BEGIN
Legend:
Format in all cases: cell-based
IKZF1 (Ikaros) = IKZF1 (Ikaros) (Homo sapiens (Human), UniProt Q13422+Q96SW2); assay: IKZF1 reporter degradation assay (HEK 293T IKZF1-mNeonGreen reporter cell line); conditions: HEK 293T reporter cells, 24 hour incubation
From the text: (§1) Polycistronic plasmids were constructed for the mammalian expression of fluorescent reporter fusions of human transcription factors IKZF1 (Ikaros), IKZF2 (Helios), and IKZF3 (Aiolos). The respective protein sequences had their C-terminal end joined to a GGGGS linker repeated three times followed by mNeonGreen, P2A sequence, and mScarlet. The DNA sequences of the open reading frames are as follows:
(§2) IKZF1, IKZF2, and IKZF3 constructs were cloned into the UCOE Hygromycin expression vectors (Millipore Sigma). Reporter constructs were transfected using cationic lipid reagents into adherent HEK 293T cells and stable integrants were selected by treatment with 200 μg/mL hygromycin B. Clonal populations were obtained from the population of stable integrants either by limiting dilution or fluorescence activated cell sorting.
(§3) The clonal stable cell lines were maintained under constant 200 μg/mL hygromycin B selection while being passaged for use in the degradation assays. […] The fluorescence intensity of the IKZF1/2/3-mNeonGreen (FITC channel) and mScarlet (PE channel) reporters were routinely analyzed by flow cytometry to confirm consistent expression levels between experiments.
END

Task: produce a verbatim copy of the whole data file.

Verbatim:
Legend:
Format in all cases: cell-based
IKZF1 (Ikaros) = IKZF1 (Ikaros) (Homo sapiens (Human), UniProt Q13422+Q96SW2); assay: IKZF1 reporter degradation assay (HEK 293T IKZF1-mNeonGreen reporter cell line); conditions: HEK 293T reporter cells, 24 hour incubation
From the text: (§1) Polycistronic plasmids were constructed for the mammalian expression of fluorescent reporter fusions of human transcription factors IKZF1 (Ikaros), IKZF2 (Helios), and IKZF3 (Aiolos). The respective protein sequences had their C-terminal end joined to a GGGGS linker repeated three times followed by mNeonGreen, P2A sequence, and mScarlet. The DNA sequences of the open reading frames are as follows:
(§2) IKZF1, IKZF2, and IKZF3 constructs were cloned into the UCOE Hygromycin expression vectors (Millipore Sigma). Reporter constructs were transfected using cationic lipid reagents into adherent HEK 293T cells and stable integrants were selected by treatment with 200 μg/mL hygromycin B. Clonal populations were obtained from the population of stable integrants either by limiting dilution or fluorescence activated cell sorting.
(§3) The clonal stable cell lines were maintained under constant 200 μg/mL hygromycin B selection while being passaged for use in the degradation assays. […] The fluorescence intensity of the IKZF1/2/3-mNeonGreen (FITC channel) and mScarlet (PE channel) reporters were routinely analyzed by flow cytometry to confirm consistent expression levels between experiments.